We're a little crazy, about science!

Archive for March, 2022

Not so smooth sailing

Incredible art by: Nunzio Paci check out the rest of his stuff, he’s super talented!

When we last left our exhausted student/medical professional he was anxiously awaiting the meeting that was scheduled for today. It was a rough ~24 hours, but here we are on the other side of the meeting and now there’s a firm(er) plan in place moving forward. So what does that mean for our haphazard student? Well, it could be worse… probably… maybe?

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An ominous meeting

Yesterday after my post I got a phone call (not a text) from surgeon-PI. We discussed his role in my dissertation and the funding we were awarded for my project. There have been some lingering questions about the involvement of the hospital and whether it will be necessary to have a second IRB agreement for my degree. Who knew my decision to take the job at the hospital would make life so difficult?

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Dissertation proposal progress!

After yesterday I wasn’t expecting to write this so soon, but here we are. I’m scheduling my proposal defense. Seriously, I got the email late last night from school-PI and while the proposal still needs some work, it’s close enough that he feels confident in starting the scheduling process now, meaning full speed ahead for me. Honestly I’m a little in shock because things seemed to be moving so slowly that I thought for sure I would be in purgatory for another few weeks minimum, but apparently not!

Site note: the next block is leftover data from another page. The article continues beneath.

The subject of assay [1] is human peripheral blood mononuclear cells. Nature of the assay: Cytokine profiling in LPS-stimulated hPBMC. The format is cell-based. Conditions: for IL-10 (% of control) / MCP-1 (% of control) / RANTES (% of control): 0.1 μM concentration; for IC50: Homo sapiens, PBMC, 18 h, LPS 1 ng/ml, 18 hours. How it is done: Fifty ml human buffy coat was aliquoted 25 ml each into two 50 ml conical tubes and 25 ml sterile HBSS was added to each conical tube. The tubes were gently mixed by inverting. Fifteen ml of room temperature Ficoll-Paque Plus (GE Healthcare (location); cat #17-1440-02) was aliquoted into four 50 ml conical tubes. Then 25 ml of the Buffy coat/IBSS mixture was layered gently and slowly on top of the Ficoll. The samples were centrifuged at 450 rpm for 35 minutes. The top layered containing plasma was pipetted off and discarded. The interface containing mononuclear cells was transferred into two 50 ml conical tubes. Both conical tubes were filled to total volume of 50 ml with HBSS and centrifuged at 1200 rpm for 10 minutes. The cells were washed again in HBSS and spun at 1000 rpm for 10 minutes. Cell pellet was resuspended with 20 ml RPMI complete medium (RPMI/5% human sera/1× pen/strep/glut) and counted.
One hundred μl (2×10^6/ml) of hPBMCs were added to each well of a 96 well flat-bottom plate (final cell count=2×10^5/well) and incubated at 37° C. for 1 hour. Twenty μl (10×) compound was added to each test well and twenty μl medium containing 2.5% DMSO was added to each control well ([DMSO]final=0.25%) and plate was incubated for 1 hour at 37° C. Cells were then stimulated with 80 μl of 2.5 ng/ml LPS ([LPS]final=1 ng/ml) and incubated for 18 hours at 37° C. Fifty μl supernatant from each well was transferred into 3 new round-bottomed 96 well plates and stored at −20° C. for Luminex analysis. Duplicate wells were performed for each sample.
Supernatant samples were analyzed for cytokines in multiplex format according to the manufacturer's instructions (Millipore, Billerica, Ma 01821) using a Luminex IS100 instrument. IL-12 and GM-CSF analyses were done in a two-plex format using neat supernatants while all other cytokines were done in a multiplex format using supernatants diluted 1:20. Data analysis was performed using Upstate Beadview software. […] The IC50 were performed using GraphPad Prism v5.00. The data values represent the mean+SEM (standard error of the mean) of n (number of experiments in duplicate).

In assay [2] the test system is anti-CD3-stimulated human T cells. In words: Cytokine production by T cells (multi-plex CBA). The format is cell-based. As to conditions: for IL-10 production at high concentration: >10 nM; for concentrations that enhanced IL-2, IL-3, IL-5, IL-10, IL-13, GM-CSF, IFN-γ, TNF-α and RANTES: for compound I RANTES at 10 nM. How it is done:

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Dissertation proposal prep

Well I’ve done it, sort of. I’ve submitted my revised proposal to school-PI and I’m hoping to hear back soon regarding his feedback. In the meantime I’m going to have to start working on the sides for my proposal. I think this is an important step, so today I’m going to discuss the dissertation proposal and what goes into it. Because somehow I can’t find a post where I talked about this… oops.

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Committing to the story

For the past few days I’ve been talking about telling a story with your data. Because at the end of the day as a researcher that’s what we do. We do an experiment and, assuming it goes well, we have a story to tell about the result we found and what it means to the people reading the paper. Ideally any good story will have great visuals to add to the story and to help the reader. Which is where I’m still stuck…

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Characterization of interlimb interaction via transcutaneous spinal stimulation

A graphic hospital-PI put together to share our results. I made the figure on the left under the methods heading, which I’m still very proud of.